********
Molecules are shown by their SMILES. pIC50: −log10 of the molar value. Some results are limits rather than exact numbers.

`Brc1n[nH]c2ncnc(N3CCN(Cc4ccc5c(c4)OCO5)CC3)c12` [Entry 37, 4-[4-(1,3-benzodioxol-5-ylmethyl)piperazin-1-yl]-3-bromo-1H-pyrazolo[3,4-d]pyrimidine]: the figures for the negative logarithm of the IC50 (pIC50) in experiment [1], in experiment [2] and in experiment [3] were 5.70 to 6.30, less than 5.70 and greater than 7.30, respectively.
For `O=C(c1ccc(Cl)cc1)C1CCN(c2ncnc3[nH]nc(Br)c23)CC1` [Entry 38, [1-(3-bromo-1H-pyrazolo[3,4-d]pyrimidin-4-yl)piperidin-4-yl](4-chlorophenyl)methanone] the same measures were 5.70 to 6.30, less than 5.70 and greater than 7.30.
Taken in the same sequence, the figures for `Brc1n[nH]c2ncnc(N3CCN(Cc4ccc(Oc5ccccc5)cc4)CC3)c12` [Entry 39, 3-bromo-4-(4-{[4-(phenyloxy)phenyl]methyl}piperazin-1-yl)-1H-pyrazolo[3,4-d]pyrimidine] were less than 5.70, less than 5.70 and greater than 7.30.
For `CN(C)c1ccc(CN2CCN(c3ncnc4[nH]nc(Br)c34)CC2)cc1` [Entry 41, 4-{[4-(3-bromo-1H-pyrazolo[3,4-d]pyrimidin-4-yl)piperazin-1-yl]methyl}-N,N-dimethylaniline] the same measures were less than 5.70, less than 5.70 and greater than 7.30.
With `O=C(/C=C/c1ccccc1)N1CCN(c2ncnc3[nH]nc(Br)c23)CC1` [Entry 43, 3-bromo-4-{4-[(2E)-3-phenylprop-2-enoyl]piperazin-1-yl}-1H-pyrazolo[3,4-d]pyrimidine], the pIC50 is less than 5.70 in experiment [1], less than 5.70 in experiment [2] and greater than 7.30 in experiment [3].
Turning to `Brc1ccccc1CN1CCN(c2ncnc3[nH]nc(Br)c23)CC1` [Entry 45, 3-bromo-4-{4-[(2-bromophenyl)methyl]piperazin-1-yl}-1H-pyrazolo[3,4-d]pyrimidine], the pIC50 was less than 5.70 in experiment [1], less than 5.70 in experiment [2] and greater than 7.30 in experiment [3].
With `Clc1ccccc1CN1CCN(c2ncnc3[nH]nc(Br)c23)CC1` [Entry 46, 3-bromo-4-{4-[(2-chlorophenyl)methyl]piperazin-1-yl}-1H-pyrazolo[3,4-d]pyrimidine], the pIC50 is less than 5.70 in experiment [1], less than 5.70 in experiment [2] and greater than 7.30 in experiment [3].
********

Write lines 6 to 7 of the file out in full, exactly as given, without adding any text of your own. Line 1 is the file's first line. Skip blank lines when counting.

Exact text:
With `O=C(/C=C/c1ccccc1)N1CCN(c2ncnc3[nH]nc(Br)c23)CC1` [Entry 43, 3-bromo-4-{4-[(2E)-3-phenylprop-2-enoyl]piperazin-1-yl}-1H-pyrazolo[3,4-d]pyrimidine], the pIC50 is less than 5.70 in experiment [1], less than 5.70 in experiment [2] and greater than 7.30 in experiment [3].
Turning to `Brc1ccccc1CN1CCN(c2ncnc3[nH]nc(Br)c23)CC1` [Entry 45, 3-bromo-4-{4-[(2-bromophenyl)methyl]piperazin-1-yl}-1H-pyrazolo[3,4-d]pyrimidine], the pIC50 was less than 5.70 in experiment [1], less than 5.70 in experiment [2] and greater than 7.30 in experiment [3].